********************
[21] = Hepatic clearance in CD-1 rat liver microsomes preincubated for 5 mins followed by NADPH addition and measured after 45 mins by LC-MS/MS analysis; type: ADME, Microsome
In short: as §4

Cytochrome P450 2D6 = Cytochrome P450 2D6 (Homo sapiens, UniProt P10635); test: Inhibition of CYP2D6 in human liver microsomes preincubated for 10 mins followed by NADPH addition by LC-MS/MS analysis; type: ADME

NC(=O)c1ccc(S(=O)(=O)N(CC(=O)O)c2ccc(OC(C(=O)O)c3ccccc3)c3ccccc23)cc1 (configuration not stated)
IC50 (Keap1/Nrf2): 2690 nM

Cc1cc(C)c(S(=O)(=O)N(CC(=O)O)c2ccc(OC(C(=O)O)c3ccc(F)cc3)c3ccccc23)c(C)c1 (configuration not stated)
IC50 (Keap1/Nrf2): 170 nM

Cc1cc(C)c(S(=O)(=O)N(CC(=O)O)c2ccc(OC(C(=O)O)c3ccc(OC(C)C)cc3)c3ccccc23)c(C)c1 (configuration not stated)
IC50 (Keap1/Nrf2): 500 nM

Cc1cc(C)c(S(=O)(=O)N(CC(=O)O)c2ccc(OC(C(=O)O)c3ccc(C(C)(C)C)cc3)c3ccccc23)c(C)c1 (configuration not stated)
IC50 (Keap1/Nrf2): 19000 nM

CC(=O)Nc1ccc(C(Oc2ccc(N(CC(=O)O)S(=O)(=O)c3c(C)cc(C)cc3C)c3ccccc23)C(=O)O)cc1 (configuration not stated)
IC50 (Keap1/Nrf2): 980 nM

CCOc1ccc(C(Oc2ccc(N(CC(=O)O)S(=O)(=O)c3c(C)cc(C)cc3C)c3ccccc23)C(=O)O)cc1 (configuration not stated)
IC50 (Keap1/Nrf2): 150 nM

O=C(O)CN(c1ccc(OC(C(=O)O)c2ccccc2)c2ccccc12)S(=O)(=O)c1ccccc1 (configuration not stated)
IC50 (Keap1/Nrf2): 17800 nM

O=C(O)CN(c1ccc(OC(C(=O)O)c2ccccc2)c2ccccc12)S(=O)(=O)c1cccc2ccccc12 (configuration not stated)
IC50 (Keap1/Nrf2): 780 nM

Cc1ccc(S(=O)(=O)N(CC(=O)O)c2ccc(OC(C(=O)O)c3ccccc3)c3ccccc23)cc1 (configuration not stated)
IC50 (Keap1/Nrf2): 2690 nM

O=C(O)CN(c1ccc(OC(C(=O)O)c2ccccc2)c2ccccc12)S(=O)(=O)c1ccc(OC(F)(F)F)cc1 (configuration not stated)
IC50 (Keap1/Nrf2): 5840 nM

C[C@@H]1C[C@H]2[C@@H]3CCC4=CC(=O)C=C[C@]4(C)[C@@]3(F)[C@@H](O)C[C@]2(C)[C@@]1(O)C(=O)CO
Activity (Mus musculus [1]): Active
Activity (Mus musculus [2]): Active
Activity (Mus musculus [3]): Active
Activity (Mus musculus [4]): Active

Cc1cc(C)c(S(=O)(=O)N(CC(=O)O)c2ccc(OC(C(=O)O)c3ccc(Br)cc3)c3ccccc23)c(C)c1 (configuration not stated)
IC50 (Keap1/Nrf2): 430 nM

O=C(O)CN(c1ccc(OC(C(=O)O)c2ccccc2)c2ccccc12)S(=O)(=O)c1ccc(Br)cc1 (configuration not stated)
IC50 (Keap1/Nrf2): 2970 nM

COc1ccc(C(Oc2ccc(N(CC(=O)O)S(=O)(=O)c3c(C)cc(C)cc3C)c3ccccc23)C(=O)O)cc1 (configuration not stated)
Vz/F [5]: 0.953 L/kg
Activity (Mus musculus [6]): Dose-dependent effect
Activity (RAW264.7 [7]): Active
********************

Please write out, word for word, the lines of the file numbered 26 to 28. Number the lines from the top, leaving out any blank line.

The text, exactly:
Activity (Mus musculus [2]): Active
Activity (Mus musculus [3]): Active
Activity (Mus musculus [4]): Active